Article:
Theories of Symbolic Interactionism Exchange Theory and Rational Choice Theory
This essay will address actions of individuals and the contribution individual actions make to the social structure, how society flows to the actor via the “Me” and is constructed or reconstructed by the “I,” giving the “I” a place in creating society. I will further analyze the theories and explore the impact of norms and values on the decisions by the actors.
This analysis will include the concepts and theories of symbolic interactionism, exchange theory and rational choice theory, through the works of Mead, Blau, Homans, and Ritzer.
Mead was a pragmatist, and felt that reality does not exist but is created through actions; this demonstrates the need for interactions between the actor and the world. People, base their actions on what they remember being useful to them, and finally people have the ability to interpret the social world and act based upon the meaning of events to them rather than directly to events. (Ritzer 2000).
The theory of symbolic interactionism grew from the understanding the mind was not a thing or structure, but was a process of thinking (Ritzer, 2000). This process comprised of three stages, which includes defining objects in the social world, outlining possible modes of conduct and seeing the consequences of alternative actions and elimination of unlikely possibilities allowing a focus on selecting the most optimal course of action (Ritzer, 2000), this process allows the “self” the ability to adjust with interactions with others. (Ritzer, 2000)
Mead used the term society to mean the ongoing process that precedes both the mind and self (Ritzer, 2000) Clearly defined by Mead, society represents an organized set of responses accepted by the individual, giving the form of me. (Ritzer, 2000) Society is constantly changing based upon the interpretation and actions or responses of the actor. I feel that Mead failed to take a macro approach to this, by not examining in depth the factors that may influence the interpretation of the event by the actor.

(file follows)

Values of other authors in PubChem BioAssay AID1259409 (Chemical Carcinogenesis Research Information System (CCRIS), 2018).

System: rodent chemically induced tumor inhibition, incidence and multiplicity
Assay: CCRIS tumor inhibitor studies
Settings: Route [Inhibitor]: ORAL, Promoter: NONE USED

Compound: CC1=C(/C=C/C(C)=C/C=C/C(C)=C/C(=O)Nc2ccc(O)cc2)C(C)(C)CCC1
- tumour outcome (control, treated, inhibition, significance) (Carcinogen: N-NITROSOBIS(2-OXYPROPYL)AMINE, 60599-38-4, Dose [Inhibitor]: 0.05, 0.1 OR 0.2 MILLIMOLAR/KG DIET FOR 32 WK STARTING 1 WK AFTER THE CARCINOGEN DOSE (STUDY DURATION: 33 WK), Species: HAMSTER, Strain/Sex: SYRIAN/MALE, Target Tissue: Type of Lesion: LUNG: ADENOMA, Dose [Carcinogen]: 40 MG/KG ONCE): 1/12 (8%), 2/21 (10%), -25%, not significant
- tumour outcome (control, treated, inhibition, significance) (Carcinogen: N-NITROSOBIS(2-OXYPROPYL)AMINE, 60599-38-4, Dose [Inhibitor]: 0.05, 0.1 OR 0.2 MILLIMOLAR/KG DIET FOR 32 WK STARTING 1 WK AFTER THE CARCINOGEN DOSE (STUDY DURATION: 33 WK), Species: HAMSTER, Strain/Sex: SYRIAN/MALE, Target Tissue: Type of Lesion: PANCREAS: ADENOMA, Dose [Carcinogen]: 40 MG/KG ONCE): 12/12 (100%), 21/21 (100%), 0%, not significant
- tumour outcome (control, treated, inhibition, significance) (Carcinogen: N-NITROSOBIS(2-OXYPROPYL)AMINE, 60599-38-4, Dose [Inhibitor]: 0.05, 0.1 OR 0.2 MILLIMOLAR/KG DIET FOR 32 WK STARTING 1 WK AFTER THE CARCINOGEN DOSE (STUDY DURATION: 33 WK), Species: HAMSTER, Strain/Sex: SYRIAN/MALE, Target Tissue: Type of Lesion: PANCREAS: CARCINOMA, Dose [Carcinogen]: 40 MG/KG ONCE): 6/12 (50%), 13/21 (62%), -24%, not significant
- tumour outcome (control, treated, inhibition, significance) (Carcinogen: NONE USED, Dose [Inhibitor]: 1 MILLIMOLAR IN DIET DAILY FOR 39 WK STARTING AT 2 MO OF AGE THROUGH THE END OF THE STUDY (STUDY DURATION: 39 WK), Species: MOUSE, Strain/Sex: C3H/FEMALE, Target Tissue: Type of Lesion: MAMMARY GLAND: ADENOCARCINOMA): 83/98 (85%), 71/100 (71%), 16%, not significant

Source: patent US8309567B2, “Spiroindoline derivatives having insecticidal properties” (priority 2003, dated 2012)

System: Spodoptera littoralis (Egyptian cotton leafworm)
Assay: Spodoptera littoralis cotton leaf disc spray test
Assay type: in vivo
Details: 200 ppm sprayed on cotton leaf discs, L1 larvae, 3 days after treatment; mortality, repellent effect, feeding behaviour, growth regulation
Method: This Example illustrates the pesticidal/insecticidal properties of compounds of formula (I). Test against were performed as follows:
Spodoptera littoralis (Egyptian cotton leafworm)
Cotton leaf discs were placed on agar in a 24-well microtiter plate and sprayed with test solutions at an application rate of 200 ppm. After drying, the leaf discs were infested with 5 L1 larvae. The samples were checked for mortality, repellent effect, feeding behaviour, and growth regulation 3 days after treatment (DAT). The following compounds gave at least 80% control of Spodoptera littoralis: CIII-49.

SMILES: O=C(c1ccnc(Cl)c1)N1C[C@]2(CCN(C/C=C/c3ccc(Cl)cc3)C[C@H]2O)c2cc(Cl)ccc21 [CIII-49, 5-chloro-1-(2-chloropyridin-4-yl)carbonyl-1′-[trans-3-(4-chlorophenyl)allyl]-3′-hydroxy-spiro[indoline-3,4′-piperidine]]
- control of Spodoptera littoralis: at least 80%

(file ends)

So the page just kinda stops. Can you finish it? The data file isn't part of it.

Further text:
To better understand Mead, it is important to look at the “Act,” in which Mead borders on the behaviorist approach on stimulus and response. Mead said, we conceive of the stimuli as an occasion or opportunity for the act, not as a compulsion or a mandate”(Ritzer, 2000). This is where I feel he needed a more focused approach on the stimuli, and that the individual can be influenced or react to the stimuli in a predetermined way. If you agree the response is based upon the meaning or interpretation of the act, under Mead’s philosophy you would then agree that society is fluid and constantly open to change. To further understand this one may look at Mead’s four- stage dialectical model used to define the act. The model comprised of impulse, perception, manipulation, and consummation, action or reaction is based on the interpretation of one person or actor (Ritzer, 2000).